Meet the new UNU-MERIT board member Behnam Taebi
As a child, Behnam Taebi was interested in nothing more than understanding how everything works, making his education and training as a material science engineer an obvious professional choice.
Now, however, Taebi works as a leading ethicist and philosopher in the fields of climate change and energy, developing ethical frameworks from which to address the trials and tribulations of our times. From serving as a researcher and professor at Delft University of Technology to advising policy through the TU Delft Initiative as well as the recently established Dutch Scientific Climate Council, all the while continuing to author numerous academic papers and books, it’s clear he’s captured an unobvious yet societally necessary niche.
To Taebi, the links between his past, present and the global future are obvious. “My solid foundation as an engineer is something that I’m still using in my work as a philosopher, because philosophical reflections need to take into account the states of engineering,” he says. Here, as a newly appointed member of the UNU-MERIT International Advisory board, he shares more about his unusual path and what it means.
How do you define ethics, and how did you come to make them the focus of your work?
Ethics is systematic review of what is right and wrong. I’m interested in this because I think there are a lot of right-and-wrong questions in technological developments, but very often they remain implicit. I try to make them explicit.
When I graduated as an engineer, I moved toward philosophy, motivated by being particularly annoyed with public debates and how certain issues were being discussed. When it came to sophisticated pieces of technological development or engineering like nuclear energy, they were very often given binary assessments – yes or no – and I was always interested in knowing more. Are you saying no to any possible nuclear technology in the future? Or if you say yes, would you categorically endorse all sorts of nuclear technology, regardless of risks involved?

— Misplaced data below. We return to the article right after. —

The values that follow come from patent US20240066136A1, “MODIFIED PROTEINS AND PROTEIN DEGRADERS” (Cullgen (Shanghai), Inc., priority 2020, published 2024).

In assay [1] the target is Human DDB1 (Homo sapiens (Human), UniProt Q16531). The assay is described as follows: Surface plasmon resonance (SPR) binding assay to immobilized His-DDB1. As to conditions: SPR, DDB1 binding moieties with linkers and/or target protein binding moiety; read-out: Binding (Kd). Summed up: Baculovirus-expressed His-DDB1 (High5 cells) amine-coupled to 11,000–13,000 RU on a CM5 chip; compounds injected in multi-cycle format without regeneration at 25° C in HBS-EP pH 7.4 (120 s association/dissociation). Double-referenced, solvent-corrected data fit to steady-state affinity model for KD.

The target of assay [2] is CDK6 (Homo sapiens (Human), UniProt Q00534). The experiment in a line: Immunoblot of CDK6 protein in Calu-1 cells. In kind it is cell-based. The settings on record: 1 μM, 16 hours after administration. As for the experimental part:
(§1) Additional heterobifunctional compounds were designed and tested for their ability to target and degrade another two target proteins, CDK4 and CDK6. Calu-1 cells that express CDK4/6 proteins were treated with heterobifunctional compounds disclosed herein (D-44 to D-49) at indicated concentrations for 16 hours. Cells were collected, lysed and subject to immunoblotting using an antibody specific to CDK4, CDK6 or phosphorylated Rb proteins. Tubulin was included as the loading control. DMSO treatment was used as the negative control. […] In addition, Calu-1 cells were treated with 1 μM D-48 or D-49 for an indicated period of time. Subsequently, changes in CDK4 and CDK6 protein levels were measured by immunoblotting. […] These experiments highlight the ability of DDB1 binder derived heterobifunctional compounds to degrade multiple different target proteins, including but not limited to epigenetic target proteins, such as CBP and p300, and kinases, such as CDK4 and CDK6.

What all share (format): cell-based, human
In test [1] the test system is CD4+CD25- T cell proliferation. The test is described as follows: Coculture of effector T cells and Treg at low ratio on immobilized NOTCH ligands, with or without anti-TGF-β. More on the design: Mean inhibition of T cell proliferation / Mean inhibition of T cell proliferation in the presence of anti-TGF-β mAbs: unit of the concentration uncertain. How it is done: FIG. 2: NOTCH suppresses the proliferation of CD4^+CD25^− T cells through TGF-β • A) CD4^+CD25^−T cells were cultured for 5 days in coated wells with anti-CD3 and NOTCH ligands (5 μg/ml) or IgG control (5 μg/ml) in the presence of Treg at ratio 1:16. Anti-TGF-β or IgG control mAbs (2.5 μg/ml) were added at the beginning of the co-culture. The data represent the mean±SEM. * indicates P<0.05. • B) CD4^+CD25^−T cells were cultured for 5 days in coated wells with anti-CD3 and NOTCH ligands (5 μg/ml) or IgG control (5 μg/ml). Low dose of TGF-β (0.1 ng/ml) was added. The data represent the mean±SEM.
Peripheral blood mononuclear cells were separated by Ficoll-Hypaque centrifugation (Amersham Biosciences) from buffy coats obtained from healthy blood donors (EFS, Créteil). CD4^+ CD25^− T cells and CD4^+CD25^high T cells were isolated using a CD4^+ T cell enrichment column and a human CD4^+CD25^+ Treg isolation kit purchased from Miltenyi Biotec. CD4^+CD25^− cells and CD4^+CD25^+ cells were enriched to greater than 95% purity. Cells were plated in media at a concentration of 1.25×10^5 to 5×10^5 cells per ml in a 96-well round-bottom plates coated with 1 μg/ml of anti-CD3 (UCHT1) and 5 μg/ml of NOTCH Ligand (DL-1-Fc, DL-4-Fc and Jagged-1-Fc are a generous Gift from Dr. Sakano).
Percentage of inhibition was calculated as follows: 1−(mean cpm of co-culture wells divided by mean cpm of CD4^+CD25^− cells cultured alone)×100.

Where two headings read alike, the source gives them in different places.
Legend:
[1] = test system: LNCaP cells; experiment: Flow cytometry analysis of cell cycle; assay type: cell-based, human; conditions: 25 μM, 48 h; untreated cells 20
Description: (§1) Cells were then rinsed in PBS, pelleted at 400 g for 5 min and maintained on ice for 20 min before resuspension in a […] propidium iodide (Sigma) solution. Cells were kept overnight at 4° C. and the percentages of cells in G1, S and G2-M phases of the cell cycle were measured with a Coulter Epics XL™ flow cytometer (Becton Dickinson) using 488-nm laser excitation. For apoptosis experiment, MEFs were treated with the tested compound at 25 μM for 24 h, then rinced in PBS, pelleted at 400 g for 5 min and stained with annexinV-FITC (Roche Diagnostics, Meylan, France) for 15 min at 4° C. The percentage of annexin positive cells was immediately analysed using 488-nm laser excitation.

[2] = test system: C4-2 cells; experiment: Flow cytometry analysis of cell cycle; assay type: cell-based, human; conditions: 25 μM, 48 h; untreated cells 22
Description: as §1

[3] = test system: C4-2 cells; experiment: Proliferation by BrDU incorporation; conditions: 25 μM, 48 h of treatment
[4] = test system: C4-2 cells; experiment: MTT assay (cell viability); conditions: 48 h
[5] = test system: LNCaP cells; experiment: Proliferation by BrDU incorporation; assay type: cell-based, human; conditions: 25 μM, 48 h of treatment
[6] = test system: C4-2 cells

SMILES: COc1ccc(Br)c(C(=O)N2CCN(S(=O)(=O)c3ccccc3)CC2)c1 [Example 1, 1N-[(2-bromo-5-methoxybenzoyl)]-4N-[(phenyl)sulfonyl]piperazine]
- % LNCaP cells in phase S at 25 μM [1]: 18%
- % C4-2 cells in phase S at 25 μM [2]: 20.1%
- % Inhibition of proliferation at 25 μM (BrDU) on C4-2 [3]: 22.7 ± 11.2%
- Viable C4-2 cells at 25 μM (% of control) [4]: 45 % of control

I started there, and then a couple of years later, I defended my dissertation on justice between generations and nuclear energy production.
What advice do you have for young researchers or academics working on such divisive topics with strong debates around them?
I think with these kind of topics, some level of controversies are unavoidable, and that’s not always a bad thing. I think they say a lot about the societal stakes. But what I try to do is stay outside the political, binary debates. I don’t have a stance for or against nuclear energy. I do have a stance on what I think should be the language for discussing their future. We philosophers hope to provide a vocabulary for such debates.
To make it less abstract, I like to think in terms of public values. We want nuclear energy because we want to provide supplies certainty or the continuation of energy resources. But of course, there are other values at stake such as safety, ecological issues, economic issues. So it’s about balancing these values, and that’s where ethics are involved; if you only focus on the yes and no, these values and value conflicts remain unaddressed and hidden.
What does being an engineer mean to you?
A lot of grand challenges of the 21st century strongly depend on engineering, but some people consider engineering in isolation, sometimes even as a techno fix. We see a problem, and then we put an engineering band-aid on it. The societal reality is often much more complex, and engineering is embedded in society. So, new developments have new implications, and sometimes might create new problems. Currently, we approach a lot of engineering developments in reactive mode. We develop something, put it on the market, things go wrong, and then we start responding to it.
I like to promote being a proactive engineer. Engineers determine a lot of the world’s future. But engineers need to address certain societal and ethical issues prior to development rather than as a response to something that goes wrong.